Standard & Poor’s on Friday downgraded the United States Congress. You may have heard media reports that it was the country’s credit rating that was downgraded, but the statement issued by the S&P is unambiguous with regard to their reasons for the downgrade and whom they hold responsible:
[T]he downgrade reflects our view that the effectiveness, stability, and predictability of American policymaking and political institutions have weakened at a time of ongoing fiscal and economic challenges […] The political brinksmanship of recent months highlights what we see as America’s governance and policymaking becoming less stable, less effective, and less predictable than what we previously believed. The statutory debt ceiling and the threat of default have become political bargaining chips in the debate over fiscal policy.
To be sure, the S&P threw in a few references to the outstanding debt and the inadequacy of the remedies contained in last week’s legislation, but their persistent focus on political failings was inescapable. Notwithstanding the challenge from the White House that their math was “fundamentally flawed,” the S&P proceeded with the downgrade because the math isn’t the main driver of their analysis. They made plain that the primary reason for their decision was the bad behavior of the political players and that it is Congress who deserves the downgrade.
Not surprisingly, the American people agree. A new poll from the New York Times/CBS News shows the disapproval rating for Congress at 82%. Breaking that down further reveals bad news for Republicans who were dominated by their tiny Tea Party flank:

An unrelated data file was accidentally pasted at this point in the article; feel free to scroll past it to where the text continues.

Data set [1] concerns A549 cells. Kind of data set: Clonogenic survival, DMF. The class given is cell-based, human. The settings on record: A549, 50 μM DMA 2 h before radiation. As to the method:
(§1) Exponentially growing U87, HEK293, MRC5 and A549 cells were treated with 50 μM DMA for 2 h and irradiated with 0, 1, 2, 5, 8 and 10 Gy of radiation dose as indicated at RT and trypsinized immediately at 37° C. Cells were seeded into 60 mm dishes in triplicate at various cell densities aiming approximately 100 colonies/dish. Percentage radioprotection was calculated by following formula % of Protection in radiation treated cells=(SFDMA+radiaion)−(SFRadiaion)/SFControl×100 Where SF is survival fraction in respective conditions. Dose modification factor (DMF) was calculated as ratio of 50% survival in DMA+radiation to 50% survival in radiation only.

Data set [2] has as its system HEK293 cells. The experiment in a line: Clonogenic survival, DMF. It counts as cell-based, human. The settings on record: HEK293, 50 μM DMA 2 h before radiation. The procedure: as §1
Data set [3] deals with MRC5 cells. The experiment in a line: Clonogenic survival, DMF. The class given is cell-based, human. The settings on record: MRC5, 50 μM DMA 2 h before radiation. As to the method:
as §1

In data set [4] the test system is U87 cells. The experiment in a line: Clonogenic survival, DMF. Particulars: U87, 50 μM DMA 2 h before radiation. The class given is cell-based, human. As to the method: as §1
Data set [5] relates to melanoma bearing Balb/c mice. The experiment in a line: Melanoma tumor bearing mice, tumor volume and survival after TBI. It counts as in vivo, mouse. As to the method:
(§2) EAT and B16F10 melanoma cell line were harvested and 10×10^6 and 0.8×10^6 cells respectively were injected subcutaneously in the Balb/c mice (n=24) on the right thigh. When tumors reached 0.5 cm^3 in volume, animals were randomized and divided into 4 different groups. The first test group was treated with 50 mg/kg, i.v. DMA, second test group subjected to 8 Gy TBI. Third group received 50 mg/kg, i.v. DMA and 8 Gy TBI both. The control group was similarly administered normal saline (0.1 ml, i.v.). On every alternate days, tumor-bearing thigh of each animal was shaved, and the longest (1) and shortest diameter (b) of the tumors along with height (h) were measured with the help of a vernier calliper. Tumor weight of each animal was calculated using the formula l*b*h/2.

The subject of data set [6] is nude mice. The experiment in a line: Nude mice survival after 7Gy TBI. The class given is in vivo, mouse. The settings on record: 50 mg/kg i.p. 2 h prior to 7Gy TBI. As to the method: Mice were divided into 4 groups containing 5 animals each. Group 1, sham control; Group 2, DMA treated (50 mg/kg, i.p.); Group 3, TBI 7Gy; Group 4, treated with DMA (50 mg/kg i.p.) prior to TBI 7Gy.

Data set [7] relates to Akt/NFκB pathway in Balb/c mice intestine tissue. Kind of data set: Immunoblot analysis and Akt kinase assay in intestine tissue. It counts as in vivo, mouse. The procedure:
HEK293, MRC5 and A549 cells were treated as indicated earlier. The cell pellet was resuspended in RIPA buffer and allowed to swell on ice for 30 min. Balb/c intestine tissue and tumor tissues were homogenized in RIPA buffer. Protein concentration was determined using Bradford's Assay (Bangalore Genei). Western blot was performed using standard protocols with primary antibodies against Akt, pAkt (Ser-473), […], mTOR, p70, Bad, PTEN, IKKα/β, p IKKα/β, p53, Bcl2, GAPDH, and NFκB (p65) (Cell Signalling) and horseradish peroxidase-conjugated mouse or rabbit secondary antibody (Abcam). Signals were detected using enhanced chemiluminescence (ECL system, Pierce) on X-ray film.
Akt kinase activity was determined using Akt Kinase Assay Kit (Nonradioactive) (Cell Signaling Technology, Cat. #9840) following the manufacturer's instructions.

- All told, 72 percent disapproved of the way Republicans in Congress handled the negotiations, while 66 percent disapproved of the way Democrats in Congress handled negotiations.
- Forty-three percent of Americans now think the Tea Party has too much influence on the Republican Party, up from 27 percent in mid-April.
- Sixty-three percent of those polled said that they supported raising taxes on households that earn more than $250,000 a year, as Mr. Obama has sought to do — including majorities of Democrats (80 percent), independents (61 percent) and Republicans (52 percent).
- Forty-four percent said that the deficit was mostly caused by the Bush administration.
The same poll showed President Obama’s approval rating to be more than twice that of the Tea Party. But that didn’t stop Fox News from posting a link to the poll on their Fox Nation web site with a headline that said the exact opposite.
Perhaps it is not within the jurisdiction of the S&P to rate the performance of Congress, but it is difficult to dispute their conclusion. It would be nice if the media analysis of recent weeks in Washington were this astute. Yet the press continues to treat the Tea Party as if it were a popular expression of the people, rather than an AstroTurf invention of wealthy special interests.
The statement from the S&P effectively declares that, were it not for the intransigent extremism of the Tea Party, the country’s credit rating would still be triple-A. And if the press would stop pretending that the Tea Party has any real significance, the country would be better off in a multitude of ways. So thanks to Tea Party dementia and media madness America can proudly enter the 2nd Dip of its Great Recession.